Some Christians have been upset by this play because the gods are portayed as being quite naïve and not very helpful. I expect that Brecht chose to portray them like this to show that we shouldn't just expect a Deus ex machina, or divine intervention, to fix everything up. We have to take an initiative ourselves. ('If God will Send His Angels')
They are also upset because Brecht implies that it's not possible to be a good person and survive - being good will kill you. It's not possible for us to live as God would like us too. But I think this is quite consistent with Christian teaching. In Romans 7, Paul admits that we aren't able to keep the law, but are dependent on God's grace.

Thursday, May 19, 2005

Revenge of the Sith

Went and saw Revenge of the Sith this morning at 12:01 am. Easily the best of the recent films. The opening battle sequence is the best Star Wars battle sequence.

Before the film started, Greg and Sean (two guys from Theatre Performance) had a lightsaber duel on the stage*. There were Mexican waves. There was much rejoicing at significant moments during the film**.

I reckon there were a number of War on Terror references. John reckoned I was reading into it to much.

*The cinema in Ballarat has a stage, because it used to be a theatre.
**For example, the Dolby Digital bit.

Thursday, May 12, 2005

What wouldn't Jesus do?

Props to Socksy.

More about Christianstein

A couple of weeks back, Steve apparently did a sermon about 'Christianstein', based on a story from John Duckworth's Joan 'n' the Whale. John responded with a story about Emergent Christianstein.

Basically, the story of Christianstein is that a mad scientist tries to build the perfect specemin of a Christian, incorporating everything from courage and patience to daily Bible-reading and cultural relevance. He ends up creating a monster, because he forgets to include any love.

Just like Mary Shelley's Frankenstein (a.k.a. The Modern Prometheus), 'Christianstein' reminds me that we don't really know what's best for us. We try to become like God by stuffing around with people's genes, or by trying to shape ourslves and other people into what we think people should be like. What do we know? We forget about the most important thing, love.

Capitalist Megaquest

That^'s what Trav said the game we ran in Warrnambool on Friday night was called.

We (me, Trav and Dale) were supposed to be going down to Warrnambool to visit a kids club that is run by one of the churches there, and see if any of the leaders were interested in being involved with the Scripture Union mission in Warrnambool. It turned out that a number of their key leaders weren't going to make it that night, so they asked us to run the program, because Trav is a childrens ministry expert.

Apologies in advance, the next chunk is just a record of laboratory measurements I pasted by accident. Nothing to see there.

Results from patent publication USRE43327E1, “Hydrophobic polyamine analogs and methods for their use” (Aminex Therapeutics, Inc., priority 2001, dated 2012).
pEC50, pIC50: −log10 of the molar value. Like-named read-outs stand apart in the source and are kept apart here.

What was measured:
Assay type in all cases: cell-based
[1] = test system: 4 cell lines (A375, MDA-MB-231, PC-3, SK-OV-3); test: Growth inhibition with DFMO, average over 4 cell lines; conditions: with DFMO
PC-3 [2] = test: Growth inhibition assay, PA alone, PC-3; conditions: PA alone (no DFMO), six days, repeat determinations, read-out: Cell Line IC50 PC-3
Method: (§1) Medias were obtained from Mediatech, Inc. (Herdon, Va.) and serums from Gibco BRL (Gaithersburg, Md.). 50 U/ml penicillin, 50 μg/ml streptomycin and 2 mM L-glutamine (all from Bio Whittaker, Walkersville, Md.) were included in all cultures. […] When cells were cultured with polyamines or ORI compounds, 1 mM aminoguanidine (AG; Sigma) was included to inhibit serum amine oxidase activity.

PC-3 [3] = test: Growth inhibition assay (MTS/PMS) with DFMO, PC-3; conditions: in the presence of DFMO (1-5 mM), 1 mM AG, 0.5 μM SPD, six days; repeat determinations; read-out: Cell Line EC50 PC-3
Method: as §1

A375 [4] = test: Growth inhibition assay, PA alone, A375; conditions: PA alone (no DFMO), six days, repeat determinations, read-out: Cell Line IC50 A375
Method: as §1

In Capitalist Megaquest the group is divided into a number of different countries. About forty kids turned up, so there were three countries, one in the sanctuary, one in the foyer, and one in a hall out the back.
At the start of the game, each country has to elect a Prime Minister. Everyone else gets assigned a job.

Prime Minister
The PM has to have meetings with the other PMs, where they have to sign forms. They also get interviewed on the news a lot and get paid more than anyone else.

Junk Salespeople
The Junk Salespeople have a table full of junk which they get to sell to people. They can also buy things from other people and try to resell it at a higher price.

McFood Salespeople
These people sell junk food.

The builders build houses from cards, and then tries to sell them to people.

Every now and then me and Trav and Dale would go and tell someone they were sick or injured, so they had to go to the doctor. In the country I was looking after (Victoria, in the hall out the back) the whenever someone had to go to the doctor, she'd ask for all their forks (we used plastic forks for currency) or she wouldn't operate, and they would die, in which case she would get all their forks anyway.

Shoe Salespeople
These people had to sell shoes. Except we didn't give them any shoes. So they either had to sell their own shoes, or buy other peoples shoes off them and then resell them for more.

We also had a number of other roles that were carried out by leaders:
Good News/Bad News People
I was the Good News/Bad News Person in Victoria, Trav was was in Tasmania and Dale was in Queensland. We had to go and tell people they had suffered an injury or illness, or had won the lottery, et cetera.

People who stole things, or didn't pay attention to the news, or threatened other people got sent to the gaol (a store room). The gaoler lectured them about what they had done, and made sure they didn't escape until they'd done their time. The PMs of Victoria and Queensland both spent a lot of time in gaol.

At the end of each day (I think they went for about twelve minutes) everyone went to the bank (the creche) to get their pay. One of the kids from Victoria didn't want a job, so she was on the dole.

Eventually, most fo the kids just started stealing off each other. At one stage more than half the population of Victoria was in gaol for stealing. A number of times one country invaded another country and looted all their shops.

At the end of the game we took them all into the sanctuary and Trav tried to get them to think about whether it's really worth it trying to get lots of money and lots of stuff, but they were to busy trying to steal each other's forks.

Viva la capitalism!

We have a new housemate, at least for a while. Kimberly moved in last night. This is good not only because Kimberly is a nice person, but also because it means I have to pay less rent and can get more stuff and come closer to realising my capitalist dreams!